Food delivery business Just Eat in the UK is switching to a contractor worker model, replacing its once hybrid model in an effort to cut costs, it has been reported. Workforce status experts are concerned Just Eat couriers could be exploited if not “truly self-employed ” once they switch to a contractor model.
A read through Just Eat’s latest financial statement and it doesn’t come as much surprise why the food courier business is looking for ways to cut costs.
The full-year 2022 financial results included a loss for the period of €5.7 billion, which was “mainly due to impairment losses of €4.6 billion on past equity-funded acquisitions.”
One way it’s trimming costs is by moving away from its current hybrid system of employees and self-employed workers. Just Eat’s Scoober business, which has about 1700 hourly paid workers will now only use self-employed drivers to deliver food in the UK.
Employed drivers have been given a six-week notice with pay, with a further 170 head office staff also being made redundant, it has been reported.
The switch to a contractor-only model goes against the grain for courier worker trends in Europe, which have gained more worker rights in the EU, such as sick and holiday pay and pension contributions.
Couriers that worked for Just Eat Scoober cities were being paid a fixed hourly rate, an uncapped bonus, plus other benefits. They would have had an employment contract and needed to commit at least 15 hours a week. They also had access to Just Eat electric bikes and mopeds.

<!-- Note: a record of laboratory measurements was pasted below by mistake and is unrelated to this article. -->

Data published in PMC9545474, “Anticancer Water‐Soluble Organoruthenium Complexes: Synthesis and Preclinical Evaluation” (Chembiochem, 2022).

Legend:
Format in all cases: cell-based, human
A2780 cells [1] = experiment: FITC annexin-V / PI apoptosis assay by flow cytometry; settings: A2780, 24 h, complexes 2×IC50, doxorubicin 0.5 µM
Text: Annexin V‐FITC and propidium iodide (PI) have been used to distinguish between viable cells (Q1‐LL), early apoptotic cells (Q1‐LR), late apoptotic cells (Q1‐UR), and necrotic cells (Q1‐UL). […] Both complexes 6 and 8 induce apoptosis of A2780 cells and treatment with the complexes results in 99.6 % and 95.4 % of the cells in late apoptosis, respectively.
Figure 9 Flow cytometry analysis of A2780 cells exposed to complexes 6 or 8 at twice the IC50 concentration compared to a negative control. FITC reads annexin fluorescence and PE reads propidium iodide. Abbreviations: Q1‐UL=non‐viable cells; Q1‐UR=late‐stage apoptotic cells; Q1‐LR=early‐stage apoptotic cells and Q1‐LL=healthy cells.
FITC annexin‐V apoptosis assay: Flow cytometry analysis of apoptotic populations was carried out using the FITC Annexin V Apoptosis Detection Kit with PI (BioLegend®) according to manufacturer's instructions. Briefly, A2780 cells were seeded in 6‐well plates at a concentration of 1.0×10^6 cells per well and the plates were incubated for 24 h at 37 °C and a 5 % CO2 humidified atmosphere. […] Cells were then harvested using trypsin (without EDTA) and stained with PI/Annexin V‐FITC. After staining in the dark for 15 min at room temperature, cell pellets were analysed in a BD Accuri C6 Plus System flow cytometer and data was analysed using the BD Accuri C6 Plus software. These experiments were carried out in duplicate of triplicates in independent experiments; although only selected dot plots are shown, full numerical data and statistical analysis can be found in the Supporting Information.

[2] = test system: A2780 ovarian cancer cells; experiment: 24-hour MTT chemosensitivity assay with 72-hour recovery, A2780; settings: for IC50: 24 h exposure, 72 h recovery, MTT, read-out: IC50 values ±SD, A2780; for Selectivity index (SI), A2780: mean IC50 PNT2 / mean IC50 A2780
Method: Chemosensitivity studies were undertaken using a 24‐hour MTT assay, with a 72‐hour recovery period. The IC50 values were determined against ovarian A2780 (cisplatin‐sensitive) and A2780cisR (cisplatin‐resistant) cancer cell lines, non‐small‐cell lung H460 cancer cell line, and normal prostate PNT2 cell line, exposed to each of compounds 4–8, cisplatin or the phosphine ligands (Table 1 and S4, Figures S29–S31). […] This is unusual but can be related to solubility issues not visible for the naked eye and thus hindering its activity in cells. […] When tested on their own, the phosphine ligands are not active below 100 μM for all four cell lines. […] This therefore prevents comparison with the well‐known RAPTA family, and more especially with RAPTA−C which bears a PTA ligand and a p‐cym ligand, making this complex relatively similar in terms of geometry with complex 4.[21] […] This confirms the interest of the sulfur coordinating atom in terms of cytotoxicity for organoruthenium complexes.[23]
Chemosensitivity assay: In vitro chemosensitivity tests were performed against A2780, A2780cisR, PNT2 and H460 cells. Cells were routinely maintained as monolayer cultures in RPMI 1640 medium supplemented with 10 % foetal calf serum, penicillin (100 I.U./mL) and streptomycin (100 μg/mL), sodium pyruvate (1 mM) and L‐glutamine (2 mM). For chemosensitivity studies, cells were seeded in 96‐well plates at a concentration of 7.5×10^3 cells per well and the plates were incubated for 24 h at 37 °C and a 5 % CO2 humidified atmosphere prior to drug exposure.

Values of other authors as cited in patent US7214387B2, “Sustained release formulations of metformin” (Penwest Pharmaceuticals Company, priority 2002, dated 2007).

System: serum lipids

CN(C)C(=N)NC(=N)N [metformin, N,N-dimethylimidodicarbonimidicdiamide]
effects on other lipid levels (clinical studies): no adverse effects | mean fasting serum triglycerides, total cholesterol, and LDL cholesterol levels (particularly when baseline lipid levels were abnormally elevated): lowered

Just Eat contractors are responsible to use their own set of wheels. This could mean that couriers that were once employed as hourly workers may not have the luxury to continue as a courier if they feel they will not be able to afford the purchase and running costs of a car, moped or bicycle, including insurance. Contractors are also responsible for their own mobile and data plans and related app costs.
There are two things that come in conflict with being an independent contractor for Just Eat. The first is contractor couriers cannot call the shots on how much they can charge per hour or delivery. They will also be beholden to some form of algorithmic management.
The EU Directive for platform workers was first proposed by the Commission in December 2021, introducing a legal presumption of employment for misclassified ‘self-employed’ platform workers. It also seeks to regulate algorithmic management in the workplace – a first at the EU level.
Couriers might want to work for more than one food delivery service, which will put more demands on couriers’ time management. However, it does give them more earning potential. That said, each day is unpredictable and driver reviews on Indeed have mixed reactions. Once expenses and late restaurant orders are taken into account (you only get paid £1 every 10 full minutes waiting over the allotted time). Just Eat couriers could end up getting minimum wage on any one day.
It has not been made clear as to whether Just Eat will continue paying contractors weekly or if they will farm out payroll management to umbrella companies.
Temp and contractor experts respond
Julia Kermode, founder of IWORK said Just Eat’s change in worker status is a “very risky move.”